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Optimizing gene-expression analysis for induced sputum

: Holz, Olaf; Hansen, Tanja; Homburg, Ursula; Garn, Holger; Hohlfeld, Jens Michael; Niehof, Monika

American Journal of Respiratory and Critical Care Medicine 189 (2014), Art. A4253
ISSN: 1073-449X
ISSN: 0003-0805
ISSN: 1535-4970
American Thoracic Society (ATS International Conference) <2014, San Diego/Calif.>
Fraunhofer ITEM ()

Introduction: To enable gene expression analysis in sputum samples of patients with asthma following allergen provocation and treatment with a novel GATA-3 inhibitor ( Identifier: NCT0174376), we compared different RNA protection solutions and RNA isolation procedures and tested five commercially available primers for asthma-related genes (GATA3, TBX21, IL5, IFNG, IL13), as well as primers for two potential reference genes (B2M, CD3E).
Methods: Control sputum of volunteer subjects was collected by a standard induction protocol. Immediately following sputum processing, sputum was conserved in RNAprotect Cell Reagent (Qiagen), which was comparably effective to Trizol (Lifetechnologies), but easier to handle. Due to the limited cell numbers available from sputum samples, RNA was isolated using the RNeasy Micro Kit (Qiagen) including a DNase I digest. RNA quality was checked by Agilent 2100 Bioanalyzer and samples were pooled. After cDNA synthesis (Omniscript, Qiagen), qPCR was performed using a dynamic range of dilutions of cDNA with primers for the above mentioned genes as n=3 technical replicates. qPCR was performed with the ABI 7500® (Agilent/Life Technologies) equipment using a standard program with an annealing temperature of 60°C.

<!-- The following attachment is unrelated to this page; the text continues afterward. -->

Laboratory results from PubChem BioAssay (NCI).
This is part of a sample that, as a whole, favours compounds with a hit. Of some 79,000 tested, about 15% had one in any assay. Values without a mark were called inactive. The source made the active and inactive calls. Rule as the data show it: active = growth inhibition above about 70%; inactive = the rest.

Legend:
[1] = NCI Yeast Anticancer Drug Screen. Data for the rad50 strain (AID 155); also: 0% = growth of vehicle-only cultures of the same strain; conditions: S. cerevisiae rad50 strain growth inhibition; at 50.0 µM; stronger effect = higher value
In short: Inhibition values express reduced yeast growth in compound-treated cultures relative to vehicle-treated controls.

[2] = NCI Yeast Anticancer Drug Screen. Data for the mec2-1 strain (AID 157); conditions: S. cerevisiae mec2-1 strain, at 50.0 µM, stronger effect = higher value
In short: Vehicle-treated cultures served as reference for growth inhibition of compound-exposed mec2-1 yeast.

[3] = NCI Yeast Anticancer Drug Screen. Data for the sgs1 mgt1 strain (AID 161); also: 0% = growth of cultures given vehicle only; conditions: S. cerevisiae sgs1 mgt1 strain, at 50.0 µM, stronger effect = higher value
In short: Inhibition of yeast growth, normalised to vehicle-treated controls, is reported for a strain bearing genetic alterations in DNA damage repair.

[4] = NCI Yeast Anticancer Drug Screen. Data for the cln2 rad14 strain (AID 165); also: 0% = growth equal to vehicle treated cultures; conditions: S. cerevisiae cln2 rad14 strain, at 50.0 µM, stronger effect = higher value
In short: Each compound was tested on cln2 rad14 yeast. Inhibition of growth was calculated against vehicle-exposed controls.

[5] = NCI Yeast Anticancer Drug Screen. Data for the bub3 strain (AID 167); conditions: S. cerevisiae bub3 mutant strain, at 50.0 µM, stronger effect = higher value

Results: For B2M, CD3E, and GATA3 we found linear expression in sputum samples over a range of at least six log10 concentrations. IFNG, IL5 and IL13 were also detectable, but with lower expression, therefore only 4/4/3 dilution steps could be evaluated. PCR efficiency for all primers (except IL13) amounted to > 85%. TBX21 was only detectable in undiluted control sputum samples but showed sufficient expression in human peripheral blood leukocytes RNA, which was therefore used to control the primer over a wider range of standard dilution steps (PCR efficiency amounted to 90%). Based on these results we recommend the use of at least 0.5 Mio. sputum cells to obtain RNA in sufficient amount and quality.
Conclusion: All primers tested gave a sufficient basal signal in undiluted pooled control sputum samples. Thus, the established analytical system will now be used for samples from asthmatic patients obtained before and after allergen challenge to test if an inflammatory response will be detectable in induced sputum samples.